Sword Guard (Tsuba)


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The individual elements of the hilt of a Japanese sword are unique in the history of edged weapons in that they are intended to be seen both as funtional parts of the sword and as independent works of art. The most prominent of these elements is the tsuba, the disklike guard that separates the base of the blade from the top of the grip. The decoration of tsuba encompasses a wide range of themes: naturalistic scenes, secular stories, and, as this tsuba demonstrates, religious symbolism.

This example, made of iron, is pierced along its hexagonal perimeter to produce the bold silhouettes of the eight trigrams (Chinese, pa-kua; Japanese, hakke) said to have been created by the Chinese emperor Fu Hsi, who reigned in the third millennium B.C. The trigrams provide the foundation of the I-Ching (Book of Changes), a renowned Chinese source of wisdom that combines Taoist and Confucian ideals and is used as a guide to prophecy, divination, and statecraft. The eight symbols are composed of unbroken lines, representing the yang (the male principle, or heaven), and broken lines, representing the yin (the female principle, or earth). The pattern found on this tsuba is an arrangement of the trigrams attributed to Fu Hsi himself, known as the precelestial ordering. Each trigram is subject to various levels of interpretation and can signify an essential element of nature, such as thunder, water, or wind; physical and emotional traits, including power, satisfaction, and flexibility; talismanic animals; seasons of the year, and points of the compass. In addition, when displayed on an object such as this tsuba, the trigrams serve as potent auspicious symbols and convey respect for ancient wisdom.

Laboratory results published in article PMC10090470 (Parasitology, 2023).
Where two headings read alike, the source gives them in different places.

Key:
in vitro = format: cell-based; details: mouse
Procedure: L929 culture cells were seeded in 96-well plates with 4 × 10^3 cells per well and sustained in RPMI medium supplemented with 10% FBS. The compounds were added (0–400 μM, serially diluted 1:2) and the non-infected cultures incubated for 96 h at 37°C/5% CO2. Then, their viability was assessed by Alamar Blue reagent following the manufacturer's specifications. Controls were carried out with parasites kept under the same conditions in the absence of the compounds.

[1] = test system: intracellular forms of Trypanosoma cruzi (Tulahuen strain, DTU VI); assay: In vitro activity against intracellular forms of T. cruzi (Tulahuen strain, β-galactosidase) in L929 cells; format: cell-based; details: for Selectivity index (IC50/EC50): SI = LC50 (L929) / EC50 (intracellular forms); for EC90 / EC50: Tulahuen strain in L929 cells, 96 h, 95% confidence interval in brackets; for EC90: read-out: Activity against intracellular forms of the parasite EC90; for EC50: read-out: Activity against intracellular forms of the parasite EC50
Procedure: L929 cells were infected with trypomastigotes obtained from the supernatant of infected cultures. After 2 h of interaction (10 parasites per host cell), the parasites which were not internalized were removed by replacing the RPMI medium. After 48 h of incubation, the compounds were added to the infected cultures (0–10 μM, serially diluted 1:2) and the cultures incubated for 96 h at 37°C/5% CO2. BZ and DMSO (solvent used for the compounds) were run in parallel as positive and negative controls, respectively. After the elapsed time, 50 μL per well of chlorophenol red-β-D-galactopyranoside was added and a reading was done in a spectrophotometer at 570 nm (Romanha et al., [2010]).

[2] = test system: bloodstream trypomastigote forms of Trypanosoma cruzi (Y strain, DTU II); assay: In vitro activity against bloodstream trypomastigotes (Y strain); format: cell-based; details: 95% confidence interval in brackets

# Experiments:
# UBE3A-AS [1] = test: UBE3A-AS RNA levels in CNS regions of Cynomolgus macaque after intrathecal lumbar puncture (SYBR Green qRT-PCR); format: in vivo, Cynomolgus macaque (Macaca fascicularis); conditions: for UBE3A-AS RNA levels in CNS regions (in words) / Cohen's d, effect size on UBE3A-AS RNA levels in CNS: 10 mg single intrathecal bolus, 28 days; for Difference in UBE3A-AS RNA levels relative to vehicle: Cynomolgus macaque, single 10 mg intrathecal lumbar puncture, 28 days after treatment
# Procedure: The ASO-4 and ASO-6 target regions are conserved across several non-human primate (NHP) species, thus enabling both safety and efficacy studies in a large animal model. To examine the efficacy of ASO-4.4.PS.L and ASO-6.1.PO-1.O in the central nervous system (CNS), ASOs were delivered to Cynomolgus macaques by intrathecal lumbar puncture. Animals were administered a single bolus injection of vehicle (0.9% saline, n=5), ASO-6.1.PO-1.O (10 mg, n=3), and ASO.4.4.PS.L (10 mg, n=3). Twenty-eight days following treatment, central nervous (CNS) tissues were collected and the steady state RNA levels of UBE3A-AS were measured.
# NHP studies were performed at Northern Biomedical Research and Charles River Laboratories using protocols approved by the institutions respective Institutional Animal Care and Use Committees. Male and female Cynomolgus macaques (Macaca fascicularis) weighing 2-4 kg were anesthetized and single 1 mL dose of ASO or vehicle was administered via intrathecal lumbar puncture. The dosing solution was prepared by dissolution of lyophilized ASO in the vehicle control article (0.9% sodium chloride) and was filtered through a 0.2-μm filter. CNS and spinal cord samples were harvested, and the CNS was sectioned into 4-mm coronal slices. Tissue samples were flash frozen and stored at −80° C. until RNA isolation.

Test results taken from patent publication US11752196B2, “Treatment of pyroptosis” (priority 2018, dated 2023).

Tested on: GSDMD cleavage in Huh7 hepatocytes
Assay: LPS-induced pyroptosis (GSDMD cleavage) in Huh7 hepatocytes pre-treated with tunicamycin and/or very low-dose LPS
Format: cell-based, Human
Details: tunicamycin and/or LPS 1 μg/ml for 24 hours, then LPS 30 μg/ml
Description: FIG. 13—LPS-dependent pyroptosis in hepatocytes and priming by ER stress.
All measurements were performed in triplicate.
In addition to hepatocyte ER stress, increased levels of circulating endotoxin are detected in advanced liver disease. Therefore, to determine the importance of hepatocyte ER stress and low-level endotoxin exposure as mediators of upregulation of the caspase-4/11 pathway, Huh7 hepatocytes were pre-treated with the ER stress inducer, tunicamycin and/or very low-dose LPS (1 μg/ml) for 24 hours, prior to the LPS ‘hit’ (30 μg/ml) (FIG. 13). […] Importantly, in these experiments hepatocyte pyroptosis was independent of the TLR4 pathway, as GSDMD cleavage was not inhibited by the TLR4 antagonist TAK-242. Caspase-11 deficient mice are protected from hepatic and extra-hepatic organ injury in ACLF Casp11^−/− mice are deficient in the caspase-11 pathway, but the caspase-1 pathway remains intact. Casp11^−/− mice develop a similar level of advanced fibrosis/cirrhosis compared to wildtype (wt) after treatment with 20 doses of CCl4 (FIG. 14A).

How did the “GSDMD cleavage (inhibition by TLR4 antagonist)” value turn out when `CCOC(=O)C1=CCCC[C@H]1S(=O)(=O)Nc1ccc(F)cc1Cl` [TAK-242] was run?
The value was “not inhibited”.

Sword Guard (Tsuba), Iron, copper, Japanese

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